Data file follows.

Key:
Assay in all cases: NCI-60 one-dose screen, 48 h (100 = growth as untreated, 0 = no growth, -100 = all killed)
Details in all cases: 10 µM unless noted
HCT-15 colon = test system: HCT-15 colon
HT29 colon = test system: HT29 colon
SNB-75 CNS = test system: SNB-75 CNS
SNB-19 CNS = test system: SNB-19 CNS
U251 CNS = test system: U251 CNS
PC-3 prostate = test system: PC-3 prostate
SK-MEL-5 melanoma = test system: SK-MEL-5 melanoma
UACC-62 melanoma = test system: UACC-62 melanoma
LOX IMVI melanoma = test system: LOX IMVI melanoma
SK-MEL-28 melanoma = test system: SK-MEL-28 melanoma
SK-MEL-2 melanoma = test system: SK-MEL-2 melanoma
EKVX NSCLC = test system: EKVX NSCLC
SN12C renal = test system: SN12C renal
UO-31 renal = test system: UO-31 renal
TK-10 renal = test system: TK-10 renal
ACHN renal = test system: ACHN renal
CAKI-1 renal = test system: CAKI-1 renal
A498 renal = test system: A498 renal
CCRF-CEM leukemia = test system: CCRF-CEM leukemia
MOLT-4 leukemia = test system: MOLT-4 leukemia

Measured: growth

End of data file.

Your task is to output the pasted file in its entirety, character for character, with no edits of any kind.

Key:
Assay in all cases: NCI-60 one-dose screen, 48 h (100 = growth as untreated, 0 = no growth, -100 = all killed)
Details in all cases: 10 µM unless noted
HCT-15 colon = test system: HCT-15 colon
HT29 colon = test system: HT29 colon
SNB-75 CNS = test system: SNB-75 CNS
SNB-19 CNS = test system: SNB-19 CNS
U251 CNS = test system: U251 CNS
PC-3 prostate = test system: PC-3 prostate
SK-MEL-5 melanoma = test system: SK-MEL-5 melanoma
UACC-62 melanoma = test system: UACC-62 melanoma
LOX IMVI melanoma = test system: LOX IMVI melanoma
SK-MEL-28 melanoma = test system: SK-MEL-28 melanoma
SK-MEL-2 melanoma = test system: SK-MEL-2 melanoma
EKVX NSCLC = test system: EKVX NSCLC
SN12C renal = test system: SN12C renal
UO-31 renal = test system: UO-31 renal
TK-10 renal = test system: TK-10 renal
ACHN renal = test system: ACHN renal
CAKI-1 renal = test system: CAKI-1 renal
A498 renal = test system: A498 renal
CCRF-CEM leukemia = test system: CCRF-CEM leukemia
MOLT-4 leukemia = test system: MOLT-4 leukemia

Measured: growth